One of Britain's most well-known Russian oligarchs is among 38 targets in the latest round of US sanctions aimed at Vladimir Putin's inner circle.
Aluminum magnate Oleg Deripaska, who owns property in the UK, is accused by the White House of "directly or indirectly" acting on behalf of the Kremlin, along with six other tycoons, 17 officials and a dozen companies, including the state-run bank VTB.
Mr Deripaska, 50, is best known in Britain for hosting George Osborne for drinks on his yacht in 2008 – an invitation that sparked accusations, strongly denied, that the ex-Chancellor was tapping him up for a donation to party funds.
The Trump administration announced on Thursday that Mr Deripaska was among the individuals and firms being punished for the "ongoing and increasingly brazen pattern" of bad behaviour by Moscow, including accusations of involvement in the nerve agent attack in Salisbury and alleged interference in the 2016 presidential election.
Mr Deripaska has been a prominent figure in US prosecutor Robert Mueller's investigation over his ties to the former chairman of the Trump campaign, Paul Manafort, and has been accused by the US Treasury Department of illegal wiretapping, extortion, racketeering, money laundering, and death threats against business rivals.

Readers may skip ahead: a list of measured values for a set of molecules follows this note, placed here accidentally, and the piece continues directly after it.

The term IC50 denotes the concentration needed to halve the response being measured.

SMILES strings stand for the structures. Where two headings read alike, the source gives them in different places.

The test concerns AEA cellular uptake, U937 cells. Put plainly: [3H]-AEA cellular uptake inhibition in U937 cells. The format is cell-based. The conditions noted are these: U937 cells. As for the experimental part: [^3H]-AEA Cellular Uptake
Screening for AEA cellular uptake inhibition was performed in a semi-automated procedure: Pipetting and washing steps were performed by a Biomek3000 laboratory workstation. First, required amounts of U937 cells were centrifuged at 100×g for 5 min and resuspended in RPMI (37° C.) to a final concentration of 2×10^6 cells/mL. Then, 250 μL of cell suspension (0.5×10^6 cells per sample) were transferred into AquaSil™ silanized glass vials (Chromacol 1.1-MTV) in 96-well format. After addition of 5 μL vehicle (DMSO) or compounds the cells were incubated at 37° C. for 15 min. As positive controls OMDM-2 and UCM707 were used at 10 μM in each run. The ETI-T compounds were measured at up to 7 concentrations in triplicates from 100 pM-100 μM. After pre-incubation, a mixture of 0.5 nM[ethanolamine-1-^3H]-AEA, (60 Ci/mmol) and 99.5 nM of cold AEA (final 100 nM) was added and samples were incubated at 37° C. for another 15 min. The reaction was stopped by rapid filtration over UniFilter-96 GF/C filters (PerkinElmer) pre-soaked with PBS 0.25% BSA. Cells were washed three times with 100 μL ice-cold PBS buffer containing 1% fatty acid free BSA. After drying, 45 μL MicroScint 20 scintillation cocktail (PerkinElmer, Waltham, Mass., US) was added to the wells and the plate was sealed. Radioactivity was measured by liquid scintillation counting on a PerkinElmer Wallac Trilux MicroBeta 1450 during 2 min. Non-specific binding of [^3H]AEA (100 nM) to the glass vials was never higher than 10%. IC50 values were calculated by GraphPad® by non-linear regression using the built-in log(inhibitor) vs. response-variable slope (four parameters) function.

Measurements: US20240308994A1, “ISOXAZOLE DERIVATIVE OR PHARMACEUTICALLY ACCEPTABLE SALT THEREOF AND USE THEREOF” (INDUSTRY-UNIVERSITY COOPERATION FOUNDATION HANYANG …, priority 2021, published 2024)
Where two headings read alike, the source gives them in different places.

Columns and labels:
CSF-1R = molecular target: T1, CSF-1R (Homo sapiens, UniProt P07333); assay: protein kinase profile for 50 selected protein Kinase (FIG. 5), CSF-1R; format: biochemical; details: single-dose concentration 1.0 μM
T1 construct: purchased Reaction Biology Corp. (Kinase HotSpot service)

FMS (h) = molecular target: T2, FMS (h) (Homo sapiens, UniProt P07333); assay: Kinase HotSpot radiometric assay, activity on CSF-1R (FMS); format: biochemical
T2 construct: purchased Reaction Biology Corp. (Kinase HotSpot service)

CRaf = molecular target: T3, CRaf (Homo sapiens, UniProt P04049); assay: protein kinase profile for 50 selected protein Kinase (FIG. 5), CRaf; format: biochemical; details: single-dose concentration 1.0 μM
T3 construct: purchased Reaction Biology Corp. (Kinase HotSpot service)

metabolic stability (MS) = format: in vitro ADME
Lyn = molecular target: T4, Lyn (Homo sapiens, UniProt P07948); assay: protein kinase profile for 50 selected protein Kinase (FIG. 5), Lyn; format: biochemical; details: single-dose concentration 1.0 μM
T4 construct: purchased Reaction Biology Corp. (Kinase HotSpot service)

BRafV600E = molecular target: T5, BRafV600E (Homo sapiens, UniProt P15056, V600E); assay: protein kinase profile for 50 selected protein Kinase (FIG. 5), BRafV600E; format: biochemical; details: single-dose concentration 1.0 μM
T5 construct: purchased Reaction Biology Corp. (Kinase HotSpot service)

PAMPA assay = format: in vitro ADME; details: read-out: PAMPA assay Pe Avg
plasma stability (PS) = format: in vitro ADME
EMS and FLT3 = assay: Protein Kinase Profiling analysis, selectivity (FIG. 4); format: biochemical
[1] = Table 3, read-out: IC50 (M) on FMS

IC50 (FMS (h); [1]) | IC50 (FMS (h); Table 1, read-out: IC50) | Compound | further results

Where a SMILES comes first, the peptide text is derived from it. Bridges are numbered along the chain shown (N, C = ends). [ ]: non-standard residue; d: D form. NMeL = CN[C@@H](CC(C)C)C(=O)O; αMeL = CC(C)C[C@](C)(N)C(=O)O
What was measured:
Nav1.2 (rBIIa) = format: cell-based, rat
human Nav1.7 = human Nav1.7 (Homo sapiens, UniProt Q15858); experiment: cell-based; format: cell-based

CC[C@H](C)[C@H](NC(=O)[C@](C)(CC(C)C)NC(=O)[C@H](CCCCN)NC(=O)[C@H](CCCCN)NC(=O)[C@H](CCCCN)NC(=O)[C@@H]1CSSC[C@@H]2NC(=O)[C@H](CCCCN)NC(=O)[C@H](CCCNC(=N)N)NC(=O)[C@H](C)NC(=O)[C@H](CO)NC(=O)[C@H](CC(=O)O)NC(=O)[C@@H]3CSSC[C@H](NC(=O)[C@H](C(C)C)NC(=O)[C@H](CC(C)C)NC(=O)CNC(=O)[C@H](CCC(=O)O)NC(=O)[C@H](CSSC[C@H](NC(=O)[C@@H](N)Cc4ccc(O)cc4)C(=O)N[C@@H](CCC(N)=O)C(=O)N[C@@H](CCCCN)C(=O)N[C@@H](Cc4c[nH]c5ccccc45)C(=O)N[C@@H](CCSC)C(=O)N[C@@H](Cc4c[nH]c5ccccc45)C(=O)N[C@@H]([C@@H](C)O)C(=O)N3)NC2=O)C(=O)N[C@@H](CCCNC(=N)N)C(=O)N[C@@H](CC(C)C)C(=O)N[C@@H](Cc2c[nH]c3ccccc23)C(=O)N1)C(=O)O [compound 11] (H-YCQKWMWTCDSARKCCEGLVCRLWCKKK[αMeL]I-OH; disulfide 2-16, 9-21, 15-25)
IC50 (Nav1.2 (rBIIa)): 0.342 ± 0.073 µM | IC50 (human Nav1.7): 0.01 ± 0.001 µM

Shares in his energy company, E+, dropped 19% on the London Stock Exchange on Friday as a result of the sanctions, which the Kremlin have dismissed as "absurdity".
The Russian Foreign Ministry promised a "tough response", adding that the US was jeopardising "thousands of jobs" for its own citizens by punishing companies with longstanding business ties in the country.
Americans who do business with targeted firms, including parts of Gazprom, will receive guidance on how to wind down that business and avoid running afoul of the sanctions, the White House said.
Despite the latest sanctions, which took the number of people and entities linked with Russia to be punished since Mr Trump took office to 189, the White House has said discussions about a summit with Mr Putin would continue.
The two leaders spoke on the phone following Mr Putin's re-election in March, which saw Mr Trump offer his congratulations as well as a potential invite to the White House.
Despite accusations that he was cosying up to his Russian counterpart, Mr Trump insisted on Tuesday that "nobody had been tougher" on Russia than he had since he was elected.
More from Russia
Dozens of Russian diplomats were expelled from the US and the Russian consulate in Seattle was shut down in the wake of the Salisbury attack last month.
In January, lists of Russian officials and oligarchs were published by the State Department and Treasury, which were seen as potential future sanctions targets.